Editorial: Anyone who questions the benefits of collaboration and cooperation between groups with seemingly different goals should take a look at the latest annual Fraser Institute Global Petroleum Survey. The public policy think tank survey of petroleum industry executives and managers ranks Oklahoma as number 1 worldwide for natural gas and oil exploration and production based on our “safe and sensible” approach to development of our oil and gas resources and protection of our environment.
The survey finds the result of this approach are “clear, consistent, and competitive” regulations that encourage energy producers to put millions of dollars to work in Oklahoma while safeguarding our state’s natural resources.
This ranking didn’t come about overnight. It is the result of building on a firm foundation, with Oklahomans from both the public and private sector taking part. Oklahoma has a long history of being in the forefront of oil and gas regulation, from the early well casing requirements to keep groundwater separate from oil and natural gas to the nation’s first well-spacing law in 1935. But in order to meet modern-day and ever-evolving challenges and continue to move forward, it takes the effort of all of Oklahoma. The paradigm at the Corporation Commission has shifted from just fulfilling the traditional role of regulators to additionally serving as facilitators, innovators and problem solvers dealing with complicated issues involving diverse interests.
The result has been a collaborative effort on a number of fronts that has attracted the attention of other states and countries who want to see what we’ve done on issues such as horizontal drilling, hydraulic fracturing and groundwater protection. Stakeholders from various sectors have responded to the Commission’s invitation to join in the work. Surface owners, environmentalists, mineral owners, the various sectors within the oil and gas industry, the Oklahoma legislature, as well as state and local officials have all played key roles in developing new programs that take into account the needs of all the stakeholders, while allowing Oklahoma’s energy economy to grow in a way that benefits the entire state.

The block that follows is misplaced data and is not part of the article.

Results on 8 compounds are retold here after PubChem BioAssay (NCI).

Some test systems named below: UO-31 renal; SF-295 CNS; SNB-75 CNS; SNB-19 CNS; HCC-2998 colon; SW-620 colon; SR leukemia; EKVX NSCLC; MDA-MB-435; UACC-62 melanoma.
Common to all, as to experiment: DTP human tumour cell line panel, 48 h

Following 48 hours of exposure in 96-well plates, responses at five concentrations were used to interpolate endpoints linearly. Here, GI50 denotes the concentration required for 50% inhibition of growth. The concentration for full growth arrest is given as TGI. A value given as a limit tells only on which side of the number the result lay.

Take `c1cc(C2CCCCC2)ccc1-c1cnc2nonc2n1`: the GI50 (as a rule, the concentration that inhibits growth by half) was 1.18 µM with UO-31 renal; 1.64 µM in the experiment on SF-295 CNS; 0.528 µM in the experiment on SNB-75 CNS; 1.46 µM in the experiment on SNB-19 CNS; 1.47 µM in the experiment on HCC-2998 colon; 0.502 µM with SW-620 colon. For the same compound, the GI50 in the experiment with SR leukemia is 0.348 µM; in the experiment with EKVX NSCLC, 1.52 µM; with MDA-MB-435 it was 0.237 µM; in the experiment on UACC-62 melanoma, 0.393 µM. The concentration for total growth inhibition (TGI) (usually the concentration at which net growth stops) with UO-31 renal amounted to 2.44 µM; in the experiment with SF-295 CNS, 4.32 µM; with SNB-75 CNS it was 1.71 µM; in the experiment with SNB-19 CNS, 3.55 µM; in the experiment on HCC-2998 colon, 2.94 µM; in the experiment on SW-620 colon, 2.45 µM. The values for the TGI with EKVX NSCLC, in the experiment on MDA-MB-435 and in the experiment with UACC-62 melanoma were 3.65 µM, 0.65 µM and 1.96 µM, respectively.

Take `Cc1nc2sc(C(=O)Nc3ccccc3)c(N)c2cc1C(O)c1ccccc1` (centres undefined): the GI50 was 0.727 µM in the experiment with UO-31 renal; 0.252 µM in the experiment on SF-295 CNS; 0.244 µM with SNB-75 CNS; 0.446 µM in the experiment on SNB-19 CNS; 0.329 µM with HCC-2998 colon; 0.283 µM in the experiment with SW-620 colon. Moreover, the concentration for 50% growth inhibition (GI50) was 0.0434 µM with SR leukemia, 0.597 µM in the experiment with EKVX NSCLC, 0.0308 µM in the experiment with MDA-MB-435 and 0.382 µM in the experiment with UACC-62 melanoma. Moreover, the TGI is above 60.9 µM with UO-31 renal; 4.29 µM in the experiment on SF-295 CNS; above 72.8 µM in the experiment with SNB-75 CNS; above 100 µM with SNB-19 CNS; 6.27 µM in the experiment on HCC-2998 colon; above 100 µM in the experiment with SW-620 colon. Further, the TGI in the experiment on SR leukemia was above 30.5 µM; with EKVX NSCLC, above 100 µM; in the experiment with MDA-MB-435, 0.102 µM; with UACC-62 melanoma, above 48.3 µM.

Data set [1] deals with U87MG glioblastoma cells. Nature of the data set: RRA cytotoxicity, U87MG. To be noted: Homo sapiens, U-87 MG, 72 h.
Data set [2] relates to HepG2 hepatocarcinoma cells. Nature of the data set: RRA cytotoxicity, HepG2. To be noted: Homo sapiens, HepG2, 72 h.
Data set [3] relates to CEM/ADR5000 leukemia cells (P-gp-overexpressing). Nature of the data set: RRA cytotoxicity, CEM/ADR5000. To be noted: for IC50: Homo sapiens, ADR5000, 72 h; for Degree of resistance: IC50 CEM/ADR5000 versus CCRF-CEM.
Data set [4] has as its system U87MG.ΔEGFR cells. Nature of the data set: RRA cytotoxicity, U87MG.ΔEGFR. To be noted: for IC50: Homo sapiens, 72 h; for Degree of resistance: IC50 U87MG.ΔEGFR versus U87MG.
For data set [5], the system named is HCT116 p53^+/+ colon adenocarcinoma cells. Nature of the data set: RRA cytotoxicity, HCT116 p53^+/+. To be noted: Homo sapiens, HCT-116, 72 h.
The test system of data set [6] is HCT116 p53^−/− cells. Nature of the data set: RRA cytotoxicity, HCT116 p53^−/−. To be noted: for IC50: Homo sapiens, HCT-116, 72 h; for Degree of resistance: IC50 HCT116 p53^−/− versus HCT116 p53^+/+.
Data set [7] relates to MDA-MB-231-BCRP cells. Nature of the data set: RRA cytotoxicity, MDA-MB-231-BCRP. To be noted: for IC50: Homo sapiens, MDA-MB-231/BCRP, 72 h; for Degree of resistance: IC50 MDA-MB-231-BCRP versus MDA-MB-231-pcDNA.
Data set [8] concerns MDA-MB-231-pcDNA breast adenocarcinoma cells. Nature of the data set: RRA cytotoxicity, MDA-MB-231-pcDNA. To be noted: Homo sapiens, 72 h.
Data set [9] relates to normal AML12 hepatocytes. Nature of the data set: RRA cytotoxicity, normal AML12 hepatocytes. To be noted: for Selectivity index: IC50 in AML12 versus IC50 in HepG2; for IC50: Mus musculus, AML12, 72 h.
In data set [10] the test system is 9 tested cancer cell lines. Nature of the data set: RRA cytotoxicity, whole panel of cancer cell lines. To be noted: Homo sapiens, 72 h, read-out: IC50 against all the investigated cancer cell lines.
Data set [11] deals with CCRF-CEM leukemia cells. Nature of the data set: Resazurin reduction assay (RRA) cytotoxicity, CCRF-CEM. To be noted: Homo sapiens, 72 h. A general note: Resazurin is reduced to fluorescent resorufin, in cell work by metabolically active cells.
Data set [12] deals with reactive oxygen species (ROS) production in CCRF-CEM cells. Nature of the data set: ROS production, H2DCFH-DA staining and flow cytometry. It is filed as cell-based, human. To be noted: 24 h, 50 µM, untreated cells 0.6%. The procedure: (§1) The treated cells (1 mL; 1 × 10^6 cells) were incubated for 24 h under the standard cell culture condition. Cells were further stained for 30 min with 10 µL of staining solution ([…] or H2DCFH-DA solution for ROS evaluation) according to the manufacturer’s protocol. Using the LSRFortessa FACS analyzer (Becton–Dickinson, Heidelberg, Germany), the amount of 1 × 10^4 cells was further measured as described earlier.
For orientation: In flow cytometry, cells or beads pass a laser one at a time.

Examples of this include new regulations that accommodate the drilling of longer laterals with horizontal drilling, resulting in a smaller, more environmentally-friendly surface footprint which also improves the cost-effectiveness of developing Oklahoma’s shale resources. Another example is the new rules to develop standards and procedures to encourage the recycling of flowback water from drilling sites, reducing the demand on freshwater resources. A group comprised of Commission staff, rural water districts, municipal officials, counties, tribes, oil and gas operators, environmentalists and others has worked successfully together to strengthen the protection of municipal water supplies while continuing to allow development of our oil and natural gas resources.
“Clear, consistent, and competitive” energy regulations in Oklahoma require three additional things: Cooperation, Collaboration and the Commission.
Oklahoma’s place of prominence for energy investment is proof of the benefits of that approach.